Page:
As you may be aware, hydronic floor heating in Melbourne utilises hot water to heat a home during cold weather. The water is heated to a desired temperature in a boiler before flowing through pipes that have been laid in the slab; the heat transfers up through the floor and into the room. The presence of air in the system, however, can cause serious problems with noise and efficiency.
How Does Air Get In?
When you fill or back flush your hydronic heating, city or well water is allowed to enter the system. This water contains compressed air so, as the water flows through the system, the air is able to settle in high spots. Over time, this can create air pockets that severely reduce the efficiency of the system. These pockets are also known to create noise in the pipes.
How Do I Get Air Out?
In order to remove air that is trapped in your hydronic heating, you will need to circulate cold water through the system, one loop at a time. Do not use heated water, as this will compress the air and it will not be released as it passes the scoop and vents. For additional information on getting air out, you should read your owner’s manual for specific instructions.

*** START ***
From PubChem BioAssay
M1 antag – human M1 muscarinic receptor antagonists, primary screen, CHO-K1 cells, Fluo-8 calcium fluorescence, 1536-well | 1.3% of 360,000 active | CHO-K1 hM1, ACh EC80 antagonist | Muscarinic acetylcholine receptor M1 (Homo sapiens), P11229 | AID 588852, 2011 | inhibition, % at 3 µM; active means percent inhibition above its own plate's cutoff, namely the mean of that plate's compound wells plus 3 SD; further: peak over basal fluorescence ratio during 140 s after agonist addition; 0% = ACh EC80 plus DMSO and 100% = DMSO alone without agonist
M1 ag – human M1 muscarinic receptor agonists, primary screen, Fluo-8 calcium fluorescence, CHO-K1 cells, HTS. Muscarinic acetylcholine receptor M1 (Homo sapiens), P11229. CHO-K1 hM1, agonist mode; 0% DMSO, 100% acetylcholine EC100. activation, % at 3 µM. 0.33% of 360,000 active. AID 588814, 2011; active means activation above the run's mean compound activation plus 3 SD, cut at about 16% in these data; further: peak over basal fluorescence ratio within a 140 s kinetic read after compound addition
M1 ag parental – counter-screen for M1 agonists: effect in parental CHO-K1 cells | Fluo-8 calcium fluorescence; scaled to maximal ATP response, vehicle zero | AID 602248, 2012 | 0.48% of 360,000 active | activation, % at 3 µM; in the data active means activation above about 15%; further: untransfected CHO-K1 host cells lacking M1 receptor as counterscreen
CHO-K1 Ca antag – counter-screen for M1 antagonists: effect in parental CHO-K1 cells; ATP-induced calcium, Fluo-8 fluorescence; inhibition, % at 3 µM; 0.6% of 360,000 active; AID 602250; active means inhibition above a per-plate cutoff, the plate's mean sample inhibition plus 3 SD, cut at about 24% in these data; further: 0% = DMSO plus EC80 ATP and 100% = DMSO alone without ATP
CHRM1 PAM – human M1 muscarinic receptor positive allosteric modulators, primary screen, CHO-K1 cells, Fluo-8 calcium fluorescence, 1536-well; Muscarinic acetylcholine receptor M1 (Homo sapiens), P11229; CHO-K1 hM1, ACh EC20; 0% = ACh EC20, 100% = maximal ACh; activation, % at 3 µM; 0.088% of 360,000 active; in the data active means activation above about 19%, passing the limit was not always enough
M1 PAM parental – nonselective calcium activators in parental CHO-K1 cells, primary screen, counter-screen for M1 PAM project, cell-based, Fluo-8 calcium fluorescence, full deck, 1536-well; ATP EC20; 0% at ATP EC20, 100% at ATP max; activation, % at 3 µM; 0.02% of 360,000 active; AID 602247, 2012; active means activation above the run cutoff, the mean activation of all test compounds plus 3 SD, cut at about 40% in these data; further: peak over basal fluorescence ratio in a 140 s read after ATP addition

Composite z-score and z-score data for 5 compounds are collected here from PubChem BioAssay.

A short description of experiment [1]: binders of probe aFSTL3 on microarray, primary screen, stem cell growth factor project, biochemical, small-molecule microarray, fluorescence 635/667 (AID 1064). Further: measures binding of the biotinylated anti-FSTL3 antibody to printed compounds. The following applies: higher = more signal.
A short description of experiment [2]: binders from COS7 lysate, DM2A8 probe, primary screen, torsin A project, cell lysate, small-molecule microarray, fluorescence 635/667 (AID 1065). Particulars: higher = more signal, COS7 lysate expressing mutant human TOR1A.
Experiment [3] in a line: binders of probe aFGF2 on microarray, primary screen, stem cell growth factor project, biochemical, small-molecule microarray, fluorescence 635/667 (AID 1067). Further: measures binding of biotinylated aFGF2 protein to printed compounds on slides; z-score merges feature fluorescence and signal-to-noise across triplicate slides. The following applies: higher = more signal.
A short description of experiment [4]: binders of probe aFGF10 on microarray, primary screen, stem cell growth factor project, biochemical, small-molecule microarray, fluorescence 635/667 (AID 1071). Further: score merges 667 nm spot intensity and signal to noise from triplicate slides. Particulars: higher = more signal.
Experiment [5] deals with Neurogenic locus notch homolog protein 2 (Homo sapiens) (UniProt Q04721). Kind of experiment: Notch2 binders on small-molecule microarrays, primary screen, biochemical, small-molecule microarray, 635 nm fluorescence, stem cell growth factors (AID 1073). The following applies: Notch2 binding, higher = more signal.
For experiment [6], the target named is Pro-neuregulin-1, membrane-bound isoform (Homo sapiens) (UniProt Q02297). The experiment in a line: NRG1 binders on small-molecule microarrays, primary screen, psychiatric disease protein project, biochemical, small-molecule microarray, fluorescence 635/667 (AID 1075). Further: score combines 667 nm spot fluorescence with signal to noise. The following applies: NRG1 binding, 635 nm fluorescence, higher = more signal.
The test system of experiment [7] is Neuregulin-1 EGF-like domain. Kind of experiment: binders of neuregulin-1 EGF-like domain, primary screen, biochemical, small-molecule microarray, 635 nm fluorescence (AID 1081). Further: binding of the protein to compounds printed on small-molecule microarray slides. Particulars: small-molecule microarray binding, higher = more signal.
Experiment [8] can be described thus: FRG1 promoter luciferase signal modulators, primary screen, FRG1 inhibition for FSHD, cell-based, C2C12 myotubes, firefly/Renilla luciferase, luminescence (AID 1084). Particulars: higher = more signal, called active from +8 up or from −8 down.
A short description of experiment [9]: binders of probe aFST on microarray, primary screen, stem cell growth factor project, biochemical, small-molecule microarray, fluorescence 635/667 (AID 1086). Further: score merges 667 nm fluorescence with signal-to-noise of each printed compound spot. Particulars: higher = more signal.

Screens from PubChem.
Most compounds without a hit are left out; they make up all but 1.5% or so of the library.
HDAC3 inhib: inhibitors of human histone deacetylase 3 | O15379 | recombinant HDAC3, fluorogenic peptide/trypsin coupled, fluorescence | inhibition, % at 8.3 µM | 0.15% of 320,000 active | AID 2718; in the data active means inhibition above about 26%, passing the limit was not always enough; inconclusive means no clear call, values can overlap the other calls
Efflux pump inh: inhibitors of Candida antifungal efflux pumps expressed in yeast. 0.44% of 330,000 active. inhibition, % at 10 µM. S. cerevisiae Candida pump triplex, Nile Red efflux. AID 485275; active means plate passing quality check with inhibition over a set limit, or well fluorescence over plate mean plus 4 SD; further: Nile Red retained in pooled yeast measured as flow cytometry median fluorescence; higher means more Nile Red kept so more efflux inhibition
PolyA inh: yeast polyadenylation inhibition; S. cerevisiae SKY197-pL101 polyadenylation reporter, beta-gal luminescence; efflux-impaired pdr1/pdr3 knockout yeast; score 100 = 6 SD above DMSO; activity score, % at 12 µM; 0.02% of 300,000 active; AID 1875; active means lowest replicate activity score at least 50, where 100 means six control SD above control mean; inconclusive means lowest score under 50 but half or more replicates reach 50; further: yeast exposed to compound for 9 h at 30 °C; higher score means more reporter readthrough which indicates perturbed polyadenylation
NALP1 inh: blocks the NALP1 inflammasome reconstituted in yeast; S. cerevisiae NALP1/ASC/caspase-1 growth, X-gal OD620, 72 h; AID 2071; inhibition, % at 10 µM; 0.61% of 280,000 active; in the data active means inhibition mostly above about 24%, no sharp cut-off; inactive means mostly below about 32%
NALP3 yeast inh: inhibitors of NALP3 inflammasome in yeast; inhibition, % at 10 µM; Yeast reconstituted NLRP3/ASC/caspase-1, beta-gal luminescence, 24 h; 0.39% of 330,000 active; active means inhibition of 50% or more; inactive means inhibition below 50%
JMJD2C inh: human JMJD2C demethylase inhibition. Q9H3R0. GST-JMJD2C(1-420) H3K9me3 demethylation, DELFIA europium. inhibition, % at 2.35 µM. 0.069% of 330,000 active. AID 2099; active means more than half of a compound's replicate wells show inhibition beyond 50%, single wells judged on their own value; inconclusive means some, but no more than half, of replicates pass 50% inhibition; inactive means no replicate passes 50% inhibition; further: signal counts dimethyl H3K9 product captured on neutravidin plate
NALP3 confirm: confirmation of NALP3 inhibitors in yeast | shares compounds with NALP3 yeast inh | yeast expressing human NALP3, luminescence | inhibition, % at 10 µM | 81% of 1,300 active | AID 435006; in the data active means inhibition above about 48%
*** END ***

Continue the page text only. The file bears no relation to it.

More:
Can I Prevent This?
Unfortunately, air will always get into your system and build up over time. You can, however, make sure that each loop (or area) has a vent and that your system has a whole house air scoop installed. These preventative measures will help to keep your hydronic heating operating at peak performance and will lower the number of times you need to flush it out.
If you have noticed that your hydronic floor heating has stopped working as efficiently as it used to or that the pipes are rattling whenever the system is turned on, you may have air in the pipes. Even though there is no way to stop this from happening, it is important to remember that the air can be removed – just make sure you do it properly to fully rectify the issue!